I am really excited to start this new year off by joining many other kidmin and youth min. leaders (last time I checked it was over 900), as we read through Creating A Lead Small Culture together through an online book club. I have already read through this book once fully and the second time was a brief synopsis for another leader in a smaller church looking to implement Orange philosophy and the 252 Basics curriculum into their program. The book is full of great tips on how to connect your leaders with the kids they serve on a deeper level and how they can partner with parents so that together they can create more opportunities for spiritual development and deeper understandings on how God is at work in their lives everyday.
Every kid needs to be known by someone and to belong somewhere.
Most leaders agree. That’s one reason for a shift in the way many churches are discipling their kids and teenagers. Think of it this way: connecting kids and teens to a consistent leader who believes in God and believes in them is something the church can do that nothing else in culture does.
Here is how my next eight weeks are looking.
As I started Session One today I have already had a couple questions jump out at me and cause me to strongly reflect how Life Groups (We use Life Groups instead of Small Groups in the hopes that these groups will continue to grow together and do life together), function in our kidmin department.
The very first question is a tough one for many leaders because they simply want kids and parents to attend everything possible that happens within the church walls.
If kids only show up at church one time a week and experience one environment or participate in one activity, where would you tell them to go?
Wowzers, yep they said what every leader dreads to ask, or even think about. The thought that a family or a child might only pick one of the many great things that your ministry does. I have been wrestling with this question for months now:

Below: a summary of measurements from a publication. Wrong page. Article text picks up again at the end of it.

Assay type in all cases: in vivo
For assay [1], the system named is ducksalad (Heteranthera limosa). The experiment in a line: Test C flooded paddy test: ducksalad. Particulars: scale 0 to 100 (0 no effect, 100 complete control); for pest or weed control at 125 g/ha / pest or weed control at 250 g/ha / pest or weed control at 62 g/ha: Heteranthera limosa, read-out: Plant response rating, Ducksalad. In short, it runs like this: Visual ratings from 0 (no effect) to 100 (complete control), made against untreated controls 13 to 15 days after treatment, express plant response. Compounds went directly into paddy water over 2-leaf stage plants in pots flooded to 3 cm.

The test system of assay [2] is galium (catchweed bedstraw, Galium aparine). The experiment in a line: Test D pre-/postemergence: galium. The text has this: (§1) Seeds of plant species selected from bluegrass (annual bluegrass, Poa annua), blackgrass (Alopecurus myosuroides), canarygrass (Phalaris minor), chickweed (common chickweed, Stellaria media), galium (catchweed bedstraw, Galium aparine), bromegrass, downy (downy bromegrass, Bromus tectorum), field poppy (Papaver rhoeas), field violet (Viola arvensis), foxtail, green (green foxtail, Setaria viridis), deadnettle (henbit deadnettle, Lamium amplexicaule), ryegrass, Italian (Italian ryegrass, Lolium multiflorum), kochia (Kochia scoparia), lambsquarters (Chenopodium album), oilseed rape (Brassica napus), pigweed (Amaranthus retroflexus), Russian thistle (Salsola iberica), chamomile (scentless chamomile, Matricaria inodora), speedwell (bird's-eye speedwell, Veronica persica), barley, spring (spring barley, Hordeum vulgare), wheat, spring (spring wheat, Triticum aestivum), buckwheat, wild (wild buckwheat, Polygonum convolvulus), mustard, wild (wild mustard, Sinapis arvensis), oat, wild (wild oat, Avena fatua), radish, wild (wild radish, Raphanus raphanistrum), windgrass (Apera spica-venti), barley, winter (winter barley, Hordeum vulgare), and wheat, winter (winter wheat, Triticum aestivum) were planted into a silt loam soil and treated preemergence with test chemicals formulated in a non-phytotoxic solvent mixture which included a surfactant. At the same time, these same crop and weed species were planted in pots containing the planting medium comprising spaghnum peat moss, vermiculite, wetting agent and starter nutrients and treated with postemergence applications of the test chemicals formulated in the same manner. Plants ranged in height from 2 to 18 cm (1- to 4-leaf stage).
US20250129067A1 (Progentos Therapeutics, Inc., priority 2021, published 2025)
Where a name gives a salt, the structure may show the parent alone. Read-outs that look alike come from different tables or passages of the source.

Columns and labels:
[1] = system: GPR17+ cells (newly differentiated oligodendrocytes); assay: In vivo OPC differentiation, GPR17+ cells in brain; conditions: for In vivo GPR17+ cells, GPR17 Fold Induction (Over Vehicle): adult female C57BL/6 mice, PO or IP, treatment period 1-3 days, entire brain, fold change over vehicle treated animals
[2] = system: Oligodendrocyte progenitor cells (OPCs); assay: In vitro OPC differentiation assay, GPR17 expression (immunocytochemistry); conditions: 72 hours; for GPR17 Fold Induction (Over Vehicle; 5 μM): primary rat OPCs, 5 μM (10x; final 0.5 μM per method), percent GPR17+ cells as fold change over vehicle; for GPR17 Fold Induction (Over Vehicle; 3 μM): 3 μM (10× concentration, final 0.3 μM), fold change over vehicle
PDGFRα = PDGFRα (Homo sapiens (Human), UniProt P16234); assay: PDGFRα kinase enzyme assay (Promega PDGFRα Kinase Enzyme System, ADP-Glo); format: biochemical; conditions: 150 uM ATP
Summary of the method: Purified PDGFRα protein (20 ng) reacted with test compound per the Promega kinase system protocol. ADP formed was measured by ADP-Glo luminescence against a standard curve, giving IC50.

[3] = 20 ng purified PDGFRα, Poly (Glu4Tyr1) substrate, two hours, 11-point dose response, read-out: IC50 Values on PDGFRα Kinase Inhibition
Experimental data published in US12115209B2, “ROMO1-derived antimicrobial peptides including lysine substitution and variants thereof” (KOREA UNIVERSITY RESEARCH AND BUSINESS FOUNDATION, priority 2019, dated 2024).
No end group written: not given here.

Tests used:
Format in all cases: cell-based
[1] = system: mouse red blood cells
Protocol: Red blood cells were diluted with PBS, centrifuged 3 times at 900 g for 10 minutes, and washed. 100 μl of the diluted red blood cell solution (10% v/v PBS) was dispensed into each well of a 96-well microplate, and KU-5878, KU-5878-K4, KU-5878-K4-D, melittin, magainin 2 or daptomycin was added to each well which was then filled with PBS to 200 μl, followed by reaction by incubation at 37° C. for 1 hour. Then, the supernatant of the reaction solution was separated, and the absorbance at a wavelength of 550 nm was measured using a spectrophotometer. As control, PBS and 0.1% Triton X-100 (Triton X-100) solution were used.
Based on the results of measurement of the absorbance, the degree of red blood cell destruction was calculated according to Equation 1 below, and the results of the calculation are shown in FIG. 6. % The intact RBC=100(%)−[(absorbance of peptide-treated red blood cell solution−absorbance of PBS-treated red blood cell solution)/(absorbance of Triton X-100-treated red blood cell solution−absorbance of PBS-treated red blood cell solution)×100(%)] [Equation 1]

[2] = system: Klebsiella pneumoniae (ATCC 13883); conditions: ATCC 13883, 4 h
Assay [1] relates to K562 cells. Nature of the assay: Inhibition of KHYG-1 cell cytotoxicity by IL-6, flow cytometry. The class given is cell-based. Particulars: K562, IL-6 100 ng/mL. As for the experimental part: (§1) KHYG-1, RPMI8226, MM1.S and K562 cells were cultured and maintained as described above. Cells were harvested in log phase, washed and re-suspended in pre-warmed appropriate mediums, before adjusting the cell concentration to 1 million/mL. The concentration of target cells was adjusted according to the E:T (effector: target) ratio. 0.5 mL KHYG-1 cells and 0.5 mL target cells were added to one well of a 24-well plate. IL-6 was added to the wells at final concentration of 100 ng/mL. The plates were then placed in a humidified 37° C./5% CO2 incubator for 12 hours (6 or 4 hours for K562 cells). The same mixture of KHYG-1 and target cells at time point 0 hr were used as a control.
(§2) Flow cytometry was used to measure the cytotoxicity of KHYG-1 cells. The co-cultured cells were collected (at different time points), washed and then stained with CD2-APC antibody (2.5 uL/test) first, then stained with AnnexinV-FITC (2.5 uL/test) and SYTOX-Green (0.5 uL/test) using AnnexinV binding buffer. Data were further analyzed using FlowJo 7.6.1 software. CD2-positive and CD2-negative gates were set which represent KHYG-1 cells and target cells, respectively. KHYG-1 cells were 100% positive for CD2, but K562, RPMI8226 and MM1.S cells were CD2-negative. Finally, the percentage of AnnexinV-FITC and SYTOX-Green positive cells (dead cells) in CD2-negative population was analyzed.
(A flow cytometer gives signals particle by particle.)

How do we plan our ministries better to help families leverage their time together so that they spend more time as a family?
Think about it:
Kids ministry is one day, or night,
Youth Ministry is on one or two other nights.
Men’s ministry happens,
Women’s Ministry is another,
and church is on Sundays,
oh yeah don’t forget about after school activities and extra curricular activities.
Add all those days up and well you have one very exhausted and overwhelmed family.
Your greatest asset to building faith in the next generation is not your Bible study, worship band, facilities, or budget. The most valuable resources you have to help people see God are the people in your church who know God. (pg. 33)
How do you react to that statement? With relief? Hesitation? Excitement? Explain Why?
What are your biggest obstacles when trying to connect every kid with a consistent adult leader?
What are some of your ideas so far for overcoming those obstacles?
Those are the main questions that I am going to be wrestling with this week. I want nothing more for my kids in our kidmin than for them to experience God through the caring adults that are in their lives. That is how they will understand who God is, how we works in their lives, and how He loves them unconditionally. By learning about God in a relational context I hope that our kids learn about a relational God that wants to have a consistent two-way relationship with them.